I’m sure most people love fairy stories, Carina, for all the reasons you say. There is a definite goodness instilled in them – and goodness usually triumphs over evil. I also think the whole fantasy aspect takes us away from the cares of the real world for a while and allows us to unwind. I’m not sure how many more I’ll write, though. At the moment I have my Viking novel to finish, and I really need to get on with it!
      I can’t claim the praise for the images. They’re just ones I bought from Shutterstock to illustrate the story. I agree, the artwork of both is lovely. 🙂

  6. draliman says:

    Great story! A fairy princess living among humans. I’m not sure I trust Elvira, though…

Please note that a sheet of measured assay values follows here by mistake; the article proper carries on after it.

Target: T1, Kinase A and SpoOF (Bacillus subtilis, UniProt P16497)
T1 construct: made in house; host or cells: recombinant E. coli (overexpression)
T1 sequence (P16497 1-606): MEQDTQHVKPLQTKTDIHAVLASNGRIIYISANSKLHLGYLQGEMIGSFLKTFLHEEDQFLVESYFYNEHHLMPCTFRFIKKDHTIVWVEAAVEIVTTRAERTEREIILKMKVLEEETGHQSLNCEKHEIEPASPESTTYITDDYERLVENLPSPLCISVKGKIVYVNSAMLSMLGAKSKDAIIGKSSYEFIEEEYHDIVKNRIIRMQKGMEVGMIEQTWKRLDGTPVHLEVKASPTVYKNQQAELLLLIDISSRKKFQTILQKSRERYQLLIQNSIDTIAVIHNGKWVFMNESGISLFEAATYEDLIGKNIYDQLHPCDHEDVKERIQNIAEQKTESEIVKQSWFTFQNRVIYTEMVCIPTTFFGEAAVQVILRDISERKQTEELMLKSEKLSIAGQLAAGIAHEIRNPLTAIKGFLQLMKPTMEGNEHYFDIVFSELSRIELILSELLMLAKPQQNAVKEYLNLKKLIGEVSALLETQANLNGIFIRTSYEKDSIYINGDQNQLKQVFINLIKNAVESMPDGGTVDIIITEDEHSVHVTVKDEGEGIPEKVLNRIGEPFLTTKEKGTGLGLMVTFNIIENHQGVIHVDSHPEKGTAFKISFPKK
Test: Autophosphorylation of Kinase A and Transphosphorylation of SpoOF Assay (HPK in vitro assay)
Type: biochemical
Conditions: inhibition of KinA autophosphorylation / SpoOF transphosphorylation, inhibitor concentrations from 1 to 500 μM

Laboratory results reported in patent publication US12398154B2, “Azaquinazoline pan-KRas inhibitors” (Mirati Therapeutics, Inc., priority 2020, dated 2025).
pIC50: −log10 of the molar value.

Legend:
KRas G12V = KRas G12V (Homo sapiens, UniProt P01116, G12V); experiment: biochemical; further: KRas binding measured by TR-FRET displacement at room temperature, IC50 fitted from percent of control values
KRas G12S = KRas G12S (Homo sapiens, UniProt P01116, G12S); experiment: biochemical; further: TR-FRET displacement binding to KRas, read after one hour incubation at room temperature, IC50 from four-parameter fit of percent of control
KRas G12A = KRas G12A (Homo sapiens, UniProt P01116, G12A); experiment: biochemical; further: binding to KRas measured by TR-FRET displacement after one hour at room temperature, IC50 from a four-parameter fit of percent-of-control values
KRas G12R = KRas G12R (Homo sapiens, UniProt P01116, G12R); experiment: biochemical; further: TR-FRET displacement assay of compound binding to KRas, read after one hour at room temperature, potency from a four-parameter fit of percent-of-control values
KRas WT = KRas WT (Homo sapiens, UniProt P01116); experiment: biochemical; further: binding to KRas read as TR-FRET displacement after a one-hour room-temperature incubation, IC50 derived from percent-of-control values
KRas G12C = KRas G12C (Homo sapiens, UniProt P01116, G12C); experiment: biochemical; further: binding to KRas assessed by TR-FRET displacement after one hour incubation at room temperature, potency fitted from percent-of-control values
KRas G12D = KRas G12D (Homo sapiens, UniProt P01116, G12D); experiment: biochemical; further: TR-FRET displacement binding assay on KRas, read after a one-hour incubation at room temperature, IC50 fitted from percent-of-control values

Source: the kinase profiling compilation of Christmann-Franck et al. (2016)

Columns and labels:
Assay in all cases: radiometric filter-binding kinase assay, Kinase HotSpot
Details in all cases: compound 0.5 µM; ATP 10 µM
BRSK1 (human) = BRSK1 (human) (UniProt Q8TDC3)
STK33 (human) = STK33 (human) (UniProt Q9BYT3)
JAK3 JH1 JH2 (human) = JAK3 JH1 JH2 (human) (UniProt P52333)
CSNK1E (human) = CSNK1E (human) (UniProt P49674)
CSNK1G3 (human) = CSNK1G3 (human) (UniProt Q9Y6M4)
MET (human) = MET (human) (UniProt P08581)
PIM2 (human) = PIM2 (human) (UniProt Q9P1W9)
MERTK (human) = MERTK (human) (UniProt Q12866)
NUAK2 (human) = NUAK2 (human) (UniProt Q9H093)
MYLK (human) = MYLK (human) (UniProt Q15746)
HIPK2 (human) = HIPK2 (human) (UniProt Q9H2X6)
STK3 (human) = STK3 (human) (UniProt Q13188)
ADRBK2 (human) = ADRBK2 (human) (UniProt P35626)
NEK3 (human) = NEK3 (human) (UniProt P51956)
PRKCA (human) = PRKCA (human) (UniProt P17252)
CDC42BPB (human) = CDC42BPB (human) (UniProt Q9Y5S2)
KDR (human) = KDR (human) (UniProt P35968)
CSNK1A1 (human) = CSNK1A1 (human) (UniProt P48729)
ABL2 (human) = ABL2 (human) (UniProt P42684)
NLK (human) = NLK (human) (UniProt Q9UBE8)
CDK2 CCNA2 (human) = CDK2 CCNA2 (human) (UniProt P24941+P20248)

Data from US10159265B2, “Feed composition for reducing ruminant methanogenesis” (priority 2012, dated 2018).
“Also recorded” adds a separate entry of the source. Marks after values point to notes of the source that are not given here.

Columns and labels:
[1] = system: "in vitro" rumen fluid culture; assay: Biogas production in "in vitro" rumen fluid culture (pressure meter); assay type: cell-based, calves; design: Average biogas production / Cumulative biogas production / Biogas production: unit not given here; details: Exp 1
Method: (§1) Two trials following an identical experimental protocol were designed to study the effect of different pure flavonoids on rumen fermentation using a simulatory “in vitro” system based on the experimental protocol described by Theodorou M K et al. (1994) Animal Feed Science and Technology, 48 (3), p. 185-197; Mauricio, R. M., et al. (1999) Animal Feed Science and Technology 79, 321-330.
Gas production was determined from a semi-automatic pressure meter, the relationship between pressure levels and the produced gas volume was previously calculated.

7. nowathome says:

    I just love fairy tales!!! Loved it!!

    • milliethom says:

      I’ve loved fairy stories all my life and still do, even though I’ve been a grandma for 17 years. But who says only the young ones can enjoy them Lol Thanks Aletta. Hope you are well. We’ve lost touch over the last few months. 🙂

  8. Joy Pixley says:

    I love fairy stories too! And what a great take on that wonderfully sweet theme, of the immortal who gives us their position to keep the love of their mortal family. I just hope her sister shows better judgement and can be trusted from now on — kidnapping your sister’s child isn’t the best way to start a new career as a leader!

  9. milliethom says:

    Hi, Joy. I think I was inspired by the old TV series ‘Bewitched’ in writing this (if that was the title – it was years ago). It was about a witch who married a mortal, but she still dabbled in her magic when the need arose. She’s was a nice witch though. Elvira is strange, and I’d like to develop her character in a continuation of the story, but right now I haven’t the time. You’re right, kidnapping her sister’s child in itself says lot about her true nature. Thanks for reading and leaving the nice comment. 🙂